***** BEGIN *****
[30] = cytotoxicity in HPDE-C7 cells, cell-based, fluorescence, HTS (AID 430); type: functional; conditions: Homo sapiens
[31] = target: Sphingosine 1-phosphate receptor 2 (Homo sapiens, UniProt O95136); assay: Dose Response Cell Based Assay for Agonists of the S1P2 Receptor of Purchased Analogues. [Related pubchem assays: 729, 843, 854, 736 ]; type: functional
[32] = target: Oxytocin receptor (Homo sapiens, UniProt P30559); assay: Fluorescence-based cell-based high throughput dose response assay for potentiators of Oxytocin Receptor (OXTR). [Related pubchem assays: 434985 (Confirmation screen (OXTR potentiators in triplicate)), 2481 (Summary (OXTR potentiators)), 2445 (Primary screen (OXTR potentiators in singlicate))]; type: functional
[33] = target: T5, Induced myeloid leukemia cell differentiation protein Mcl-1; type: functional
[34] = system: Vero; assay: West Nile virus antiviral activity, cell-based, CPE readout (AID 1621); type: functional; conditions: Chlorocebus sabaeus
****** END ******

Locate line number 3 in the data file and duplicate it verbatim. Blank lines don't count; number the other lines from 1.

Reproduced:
[32] = target: Oxytocin receptor (Homo sapiens, UniProt P30559); assay: Fluorescence-based cell-based high throughput dose response assay for potentiators of Oxytocin Receptor (OXTR). [Related pubchem assays: 434985 (Confirmation screen (OXTR potentiators in triplicate)), 2481 (Summary (OXTR potentiators)), 2445 (Primary screen (OXTR potentiators in singlicate))]; type: functional